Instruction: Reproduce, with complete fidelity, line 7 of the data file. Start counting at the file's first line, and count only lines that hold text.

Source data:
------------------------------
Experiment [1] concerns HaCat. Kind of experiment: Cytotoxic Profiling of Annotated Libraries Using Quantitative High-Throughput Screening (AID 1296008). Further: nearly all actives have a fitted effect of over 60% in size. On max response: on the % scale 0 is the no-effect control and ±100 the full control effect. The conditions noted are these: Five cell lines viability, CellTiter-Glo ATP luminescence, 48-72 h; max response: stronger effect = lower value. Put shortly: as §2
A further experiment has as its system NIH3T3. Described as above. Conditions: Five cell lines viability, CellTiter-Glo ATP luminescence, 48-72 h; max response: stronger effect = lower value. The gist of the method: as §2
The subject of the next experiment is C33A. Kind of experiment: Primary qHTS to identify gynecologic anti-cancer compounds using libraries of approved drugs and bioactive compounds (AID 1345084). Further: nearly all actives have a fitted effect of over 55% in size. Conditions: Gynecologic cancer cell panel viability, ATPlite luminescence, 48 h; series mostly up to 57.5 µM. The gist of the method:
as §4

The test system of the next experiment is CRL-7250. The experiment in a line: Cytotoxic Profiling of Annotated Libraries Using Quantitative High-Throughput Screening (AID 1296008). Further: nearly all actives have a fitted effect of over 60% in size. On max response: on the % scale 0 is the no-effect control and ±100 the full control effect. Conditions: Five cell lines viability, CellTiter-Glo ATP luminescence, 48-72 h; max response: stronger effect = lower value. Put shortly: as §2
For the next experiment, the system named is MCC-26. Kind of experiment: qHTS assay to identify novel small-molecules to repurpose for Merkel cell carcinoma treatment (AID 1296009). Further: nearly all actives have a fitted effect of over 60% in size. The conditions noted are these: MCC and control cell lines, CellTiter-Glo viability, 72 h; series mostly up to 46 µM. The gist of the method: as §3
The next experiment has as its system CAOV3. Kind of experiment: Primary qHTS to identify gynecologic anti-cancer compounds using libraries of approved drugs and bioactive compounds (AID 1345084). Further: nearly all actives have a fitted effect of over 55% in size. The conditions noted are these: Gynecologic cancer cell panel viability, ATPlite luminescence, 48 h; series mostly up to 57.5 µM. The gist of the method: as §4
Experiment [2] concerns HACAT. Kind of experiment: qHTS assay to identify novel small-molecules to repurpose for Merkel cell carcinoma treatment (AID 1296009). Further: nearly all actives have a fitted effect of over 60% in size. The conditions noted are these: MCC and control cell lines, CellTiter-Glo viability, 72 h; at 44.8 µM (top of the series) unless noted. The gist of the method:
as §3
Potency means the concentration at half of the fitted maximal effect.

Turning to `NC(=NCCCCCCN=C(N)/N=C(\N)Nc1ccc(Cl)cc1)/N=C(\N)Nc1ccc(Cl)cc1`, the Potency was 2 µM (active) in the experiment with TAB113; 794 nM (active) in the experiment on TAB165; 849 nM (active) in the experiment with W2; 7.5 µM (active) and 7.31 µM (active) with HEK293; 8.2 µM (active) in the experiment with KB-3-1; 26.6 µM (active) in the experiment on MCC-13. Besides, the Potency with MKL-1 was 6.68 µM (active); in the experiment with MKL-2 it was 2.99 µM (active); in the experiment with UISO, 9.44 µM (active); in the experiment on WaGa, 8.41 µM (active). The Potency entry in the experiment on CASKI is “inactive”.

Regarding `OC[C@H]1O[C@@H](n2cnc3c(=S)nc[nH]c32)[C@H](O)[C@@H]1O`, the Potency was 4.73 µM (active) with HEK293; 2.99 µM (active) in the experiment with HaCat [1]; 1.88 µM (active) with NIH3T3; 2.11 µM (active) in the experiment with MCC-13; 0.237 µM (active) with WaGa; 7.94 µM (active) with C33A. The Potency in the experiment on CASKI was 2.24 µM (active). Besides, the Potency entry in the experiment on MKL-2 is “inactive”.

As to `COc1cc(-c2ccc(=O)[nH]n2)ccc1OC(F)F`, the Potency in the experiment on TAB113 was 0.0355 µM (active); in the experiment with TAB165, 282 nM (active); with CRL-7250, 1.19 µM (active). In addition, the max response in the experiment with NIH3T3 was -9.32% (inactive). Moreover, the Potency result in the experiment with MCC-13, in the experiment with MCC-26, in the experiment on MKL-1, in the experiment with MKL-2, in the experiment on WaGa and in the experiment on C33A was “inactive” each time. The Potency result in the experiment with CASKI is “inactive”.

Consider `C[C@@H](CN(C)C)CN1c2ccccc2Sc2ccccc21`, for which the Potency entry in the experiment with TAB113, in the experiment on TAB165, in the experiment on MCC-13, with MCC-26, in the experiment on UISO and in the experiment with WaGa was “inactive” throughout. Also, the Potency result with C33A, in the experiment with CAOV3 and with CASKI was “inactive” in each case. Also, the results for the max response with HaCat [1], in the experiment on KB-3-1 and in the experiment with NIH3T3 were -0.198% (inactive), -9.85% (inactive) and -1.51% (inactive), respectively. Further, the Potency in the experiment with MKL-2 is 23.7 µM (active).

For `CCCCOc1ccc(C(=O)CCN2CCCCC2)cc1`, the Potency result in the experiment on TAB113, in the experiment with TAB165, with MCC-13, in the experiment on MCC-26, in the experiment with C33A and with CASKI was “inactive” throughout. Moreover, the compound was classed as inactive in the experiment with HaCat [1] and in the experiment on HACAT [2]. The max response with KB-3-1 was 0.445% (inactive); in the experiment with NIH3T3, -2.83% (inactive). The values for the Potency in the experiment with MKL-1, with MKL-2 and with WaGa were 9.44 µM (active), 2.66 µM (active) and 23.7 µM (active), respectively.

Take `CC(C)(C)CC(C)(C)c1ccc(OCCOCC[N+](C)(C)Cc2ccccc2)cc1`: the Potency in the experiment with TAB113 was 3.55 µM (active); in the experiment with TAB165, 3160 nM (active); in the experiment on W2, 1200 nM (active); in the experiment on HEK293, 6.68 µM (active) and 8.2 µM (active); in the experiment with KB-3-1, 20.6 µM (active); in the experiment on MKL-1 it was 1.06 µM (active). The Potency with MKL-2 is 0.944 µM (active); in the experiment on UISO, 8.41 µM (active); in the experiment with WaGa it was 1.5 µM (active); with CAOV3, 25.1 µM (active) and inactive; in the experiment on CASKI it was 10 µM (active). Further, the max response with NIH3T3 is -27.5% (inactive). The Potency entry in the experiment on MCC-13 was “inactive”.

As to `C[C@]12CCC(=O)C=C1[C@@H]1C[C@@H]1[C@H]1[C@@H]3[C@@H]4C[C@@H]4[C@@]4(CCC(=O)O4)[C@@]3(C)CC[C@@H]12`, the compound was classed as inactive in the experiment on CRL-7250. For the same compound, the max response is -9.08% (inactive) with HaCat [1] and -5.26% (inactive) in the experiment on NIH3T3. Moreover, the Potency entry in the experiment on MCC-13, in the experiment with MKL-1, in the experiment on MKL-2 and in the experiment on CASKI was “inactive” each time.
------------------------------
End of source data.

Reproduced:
The next experiment has as its system CAOV3. Kind of experiment: Primary qHTS to identify gynecologic anti-cancer compounds using libraries of approved drugs and bioactive compounds (AID 1345084). Further: nearly all actives have a fitted effect of over 55% in size. The conditions noted are these: Gynecologic cancer cell panel viability, ATPlite luminescence, 48 h; series mostly up to 57.5 µM. The gist of the method: as §4